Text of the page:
Day 59-June 11th
Destination: Middle Vidette Meadows
Last night we went to bed filled with anxiety over the coming day (today). From where we camped, we could virtually hear the roar of Tyndall Creek, which we saw from above crossing Big Horn Plateau. After an early morning crossing through vicious rapids, we would be required to climb 2000 feet to go over Forester Pass (the highest point on the PCT at 13,200 feet). So, naturally we were very anxious.
When we woke this morning, our boots were frozen solid. We were shocked to find out that Ishmael, Rally, and Furniture rolled out at 5:30am. It was 7am, and everyone was moving slow, because no one wanted to ford Tyndall Creek. We built a campfire and warmed our boots by the small flames in a weak attempt to thaw them from their solid state. Moving like molasses in ice capped sierras, we packed our gear away. At the last minute we slid our trail worn feet into our semi-solid boots and hit the trail.
We walked the mile to Tyndall Creek which was swollen from snow melt to a virtually unfordable state. After studying the map, we realized we could follow the stream uphill for a couple miles before crossing it. As we trudged uphill toward Forester Pass, the flow decreased and fanned out into several smaller feeder streams which were more manageable. We hopped over one, and crossed over another via a snow bridge. It was comforting to know that we had faced the first challenge of the day with little problems. Next up: Forester Pass.
We continued our climb across a vast snow field riddled with sun-cupped snow. As the sun beats on the snow every day, it melts in a pattern which creates an unlimited supply of dips and rises of a few inches to nearly a foot. Our feet would slide into pits, causing us to stumble as if we were drunk. Fortunately, it was early in the day, so we were able to avoid post-holing across the field.
As we climbed the trail became steeper... Or rather the snow field covering the trail became steeper. We reached the last part of the climb where the ascent became a climb up a 50 degree face, and steps were straight up the snow. Fortunately, people ahead of us had carved an effective staircase up the mountain. We put traction devices on our feet, pulled out our ice axes and braved the ascent.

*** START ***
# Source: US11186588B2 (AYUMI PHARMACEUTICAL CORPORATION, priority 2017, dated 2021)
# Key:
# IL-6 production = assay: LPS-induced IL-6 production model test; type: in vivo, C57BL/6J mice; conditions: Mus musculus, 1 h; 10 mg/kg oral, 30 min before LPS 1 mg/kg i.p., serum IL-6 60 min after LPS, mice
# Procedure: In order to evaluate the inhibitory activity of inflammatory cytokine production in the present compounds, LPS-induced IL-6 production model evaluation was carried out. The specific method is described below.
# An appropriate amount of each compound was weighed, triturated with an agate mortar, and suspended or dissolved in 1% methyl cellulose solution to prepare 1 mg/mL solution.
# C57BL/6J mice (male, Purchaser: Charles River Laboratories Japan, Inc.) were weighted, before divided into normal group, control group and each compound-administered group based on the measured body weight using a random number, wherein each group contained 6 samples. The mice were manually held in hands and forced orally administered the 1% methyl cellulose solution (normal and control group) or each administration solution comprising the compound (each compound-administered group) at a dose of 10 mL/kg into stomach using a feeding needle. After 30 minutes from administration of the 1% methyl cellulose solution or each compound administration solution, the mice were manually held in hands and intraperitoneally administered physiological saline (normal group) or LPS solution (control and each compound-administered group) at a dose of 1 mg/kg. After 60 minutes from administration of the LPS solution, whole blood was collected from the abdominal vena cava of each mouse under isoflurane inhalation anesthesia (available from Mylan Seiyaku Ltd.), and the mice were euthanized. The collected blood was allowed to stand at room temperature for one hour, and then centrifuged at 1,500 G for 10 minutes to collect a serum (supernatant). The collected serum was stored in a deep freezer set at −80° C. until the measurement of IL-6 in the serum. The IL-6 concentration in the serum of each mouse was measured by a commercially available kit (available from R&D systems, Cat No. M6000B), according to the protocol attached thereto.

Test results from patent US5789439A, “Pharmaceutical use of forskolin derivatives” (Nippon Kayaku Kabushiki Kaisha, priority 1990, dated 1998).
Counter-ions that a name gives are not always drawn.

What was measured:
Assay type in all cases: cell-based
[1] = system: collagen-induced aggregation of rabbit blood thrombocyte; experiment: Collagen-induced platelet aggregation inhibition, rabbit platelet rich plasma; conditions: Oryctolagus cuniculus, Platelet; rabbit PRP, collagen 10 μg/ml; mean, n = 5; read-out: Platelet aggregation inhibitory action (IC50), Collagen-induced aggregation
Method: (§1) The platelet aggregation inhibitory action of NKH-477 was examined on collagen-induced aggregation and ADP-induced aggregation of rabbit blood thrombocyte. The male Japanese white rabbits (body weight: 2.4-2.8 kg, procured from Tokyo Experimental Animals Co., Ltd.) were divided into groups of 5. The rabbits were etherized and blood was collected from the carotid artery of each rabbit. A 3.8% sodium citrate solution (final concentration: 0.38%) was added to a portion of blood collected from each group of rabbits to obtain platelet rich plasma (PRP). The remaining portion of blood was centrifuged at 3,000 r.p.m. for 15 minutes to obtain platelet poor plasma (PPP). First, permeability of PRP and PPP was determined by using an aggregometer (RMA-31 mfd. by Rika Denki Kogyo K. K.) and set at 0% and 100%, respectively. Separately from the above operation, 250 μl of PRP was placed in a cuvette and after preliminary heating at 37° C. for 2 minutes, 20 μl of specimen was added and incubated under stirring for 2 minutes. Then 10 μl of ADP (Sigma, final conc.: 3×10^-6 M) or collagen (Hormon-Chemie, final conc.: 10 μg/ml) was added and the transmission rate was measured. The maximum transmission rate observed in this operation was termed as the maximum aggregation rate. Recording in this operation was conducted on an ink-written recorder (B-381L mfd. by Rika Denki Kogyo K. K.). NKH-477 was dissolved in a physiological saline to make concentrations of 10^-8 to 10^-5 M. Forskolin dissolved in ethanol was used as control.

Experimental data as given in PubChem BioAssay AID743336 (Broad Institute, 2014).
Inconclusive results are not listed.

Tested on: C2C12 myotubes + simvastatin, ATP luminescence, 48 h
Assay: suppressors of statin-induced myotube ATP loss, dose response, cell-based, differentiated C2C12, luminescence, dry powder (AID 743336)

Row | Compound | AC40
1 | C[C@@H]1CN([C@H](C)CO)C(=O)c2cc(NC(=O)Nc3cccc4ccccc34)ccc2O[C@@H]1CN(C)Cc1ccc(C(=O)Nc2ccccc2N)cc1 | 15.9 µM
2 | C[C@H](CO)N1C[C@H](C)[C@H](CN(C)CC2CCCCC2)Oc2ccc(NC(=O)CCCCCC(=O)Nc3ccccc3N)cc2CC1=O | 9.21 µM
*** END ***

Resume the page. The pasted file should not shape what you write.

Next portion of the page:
After crossing three patches of rock scrambling, we hit the final switchbacks of the ascent before the dreaded ice chute. At this point the trail crossed a fifty foot wide swath of snow on a 70 degree slope in a near sunless crevice of the pass, generating iced over snow. We walked carefully placing each step, not looking down the chute for fear of getting vertigo and losing our footing. Once across, we hit two final small switchbacks and a small rock scramble before summiting.
At the top, we all gave high fives and hugs celebrating our accomplishment. Psycho handed his camera to Melissa ( inspireout.com ) and told her to start snapping pictures. At this moment, he walked over to Apricots, dropped down on one knee, and proposed to her. She knew it was likely to happen some time on the trail, he knew she knew, but it was still a surprise as we had spent the whole day concentrating on just surviving.
Apricots laughed and said, "I guess I should put my snot-rag down"
"I don't think that is the answer he was looking for," chimed in Uncle Tom.
Apricots said, "yes, yes of course," to Psycho, as a crew of fellow hikers began to realize what was happening. We stood up with hugs and kisses as those around us celebrated the occasion and congratulated us.
Then, bundled up, we still needed to make our descent down from Forester Pass. The north side of the pass was far less steep, and less treacherous, but still required our attention. We dropped down a ridge line too far, over shooting the hidden trail. As a result, we had to turn around and climb several hundred feet back up the mountain side.
We dropped off the snow covered ridge by scrambling over and down some rocky terrain. Each step more precarious than the last, we moved slowly. Soon we returned to the familiar terrain of snow, which we eventually glissaded down. As we slid on our butts down the hill, using our ice axe as a break, we had to stop and redirect our path to avoid hitting rocks. Also it gave us a chance to let our cold butts thaw out a little, as the snow did a good job at numbing them.
The afternoon weather was very cool, which had the benefit of not melting the snow as much. This was good because it meant we post-holed far less frequently, and we were able to move faster. We even felt like playing in the snow a bit, a pseudo-dance off and a race were held. (videos coming soon)
Justin and Melissa (Swift and Buckeye) continued to guide us down the mountain with their keen sense of direction and navigation that was so good, we believed they could smell the trail. Towards the end of the day, the trail started peaking out under long patches of snow, and we were able to move a little faster.
We picked a camp that sets us up nicely for a morning climb over Kearsarge Pass tomorrow, and out to Independence. This evening we had a campfire and marveled at what we had all just accomplished. Apricots and Psycho drank some mini's to celebrate the occasion as all our boots made a collective of steaming "rocks" around the fire pit.
A soft intermittent snow falls as we head to bed.
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